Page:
TCU’s Purple Passport program must be more developed before reaccreditation can occur

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    TCU’s reaccreditation process hit a snag this week when the team reviewing the university's performance said it needed more details about the Purple Passport program.

    Every ten years, the university must renew its accreditation by the Southern Association of Colleges and Schools to keep the university eligible for federal funds including the Pell Grant.

    Purple Passport, which launched in February, is the university's quality enhancement plan to improve the quality of students experience and to create learning opportunities. The plan is meant to fulfill one of 98 SACS standards the university must meet.

    "They said 'This is a big plan to transform your campus, but we need more more detail,'" Chancellor Victor Boschini said.

    If the university does not show that Purple Passport is adequately developed by the last week in August, it could be put on probation when SACS holds its general meeting in December.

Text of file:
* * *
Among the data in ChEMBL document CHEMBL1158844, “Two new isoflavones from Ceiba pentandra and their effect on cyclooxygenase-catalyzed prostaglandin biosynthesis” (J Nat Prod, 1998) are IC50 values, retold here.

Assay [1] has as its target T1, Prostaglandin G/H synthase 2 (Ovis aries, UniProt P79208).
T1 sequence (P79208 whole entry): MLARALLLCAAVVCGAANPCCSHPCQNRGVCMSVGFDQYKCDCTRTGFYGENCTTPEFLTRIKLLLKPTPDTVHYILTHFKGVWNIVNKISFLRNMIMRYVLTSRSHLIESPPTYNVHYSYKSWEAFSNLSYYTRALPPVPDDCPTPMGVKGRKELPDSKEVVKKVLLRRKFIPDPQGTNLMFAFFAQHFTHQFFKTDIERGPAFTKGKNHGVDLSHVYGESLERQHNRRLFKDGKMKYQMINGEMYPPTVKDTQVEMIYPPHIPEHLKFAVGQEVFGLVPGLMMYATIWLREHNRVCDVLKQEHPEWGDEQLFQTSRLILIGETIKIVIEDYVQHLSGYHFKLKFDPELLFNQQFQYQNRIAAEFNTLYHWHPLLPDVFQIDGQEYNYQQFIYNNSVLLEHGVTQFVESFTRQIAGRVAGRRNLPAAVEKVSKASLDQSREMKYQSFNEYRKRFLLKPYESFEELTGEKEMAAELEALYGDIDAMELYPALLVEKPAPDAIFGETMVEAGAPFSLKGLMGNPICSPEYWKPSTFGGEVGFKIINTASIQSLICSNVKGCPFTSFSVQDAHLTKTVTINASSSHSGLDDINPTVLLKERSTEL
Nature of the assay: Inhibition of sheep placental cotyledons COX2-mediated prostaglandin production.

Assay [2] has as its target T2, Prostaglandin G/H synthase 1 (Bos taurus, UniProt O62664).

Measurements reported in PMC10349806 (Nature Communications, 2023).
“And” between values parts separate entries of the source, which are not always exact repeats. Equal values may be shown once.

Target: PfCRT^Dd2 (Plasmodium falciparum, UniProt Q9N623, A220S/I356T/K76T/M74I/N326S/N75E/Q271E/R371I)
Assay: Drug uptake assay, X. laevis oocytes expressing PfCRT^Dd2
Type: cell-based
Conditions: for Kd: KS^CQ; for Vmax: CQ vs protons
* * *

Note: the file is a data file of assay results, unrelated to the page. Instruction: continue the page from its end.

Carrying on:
This would not affect students' Pell Grants or the university's daily activities, said Catherine Wehlburg, assistant provost of institutional effectiveness and member of the university's SACS leadership team. But it would mean that the university was not compliant with SACS standards.

    The committee told the university it wanted to see a more detailed budget and a better description of the Purple Passport leadership position's responsibilities, Boschini said.

    The university won't know exactly what the committee wants until it receives the official recommendation letter in a few weeks, said Edward McNertney, director of the TCU Core Curriculum and member of the university's SACS leadership team.

    "It's nothing we can't fix, we are just a little unsure right now," he said.

    The committee also wanted more information on faculties' research and the degrees of each teaching professor to make sure instructors are qualified to teach their courses, Boschini said.

    Boschini said the university will be working on tailoring the Purple Passport program to comply with SACS standards.

    "You don't have a choice if you want to remain accredited, you have to meet their deadlines," he said.

    This story was updated on Tuesday, April 2, 2013 at 10:48 p.m.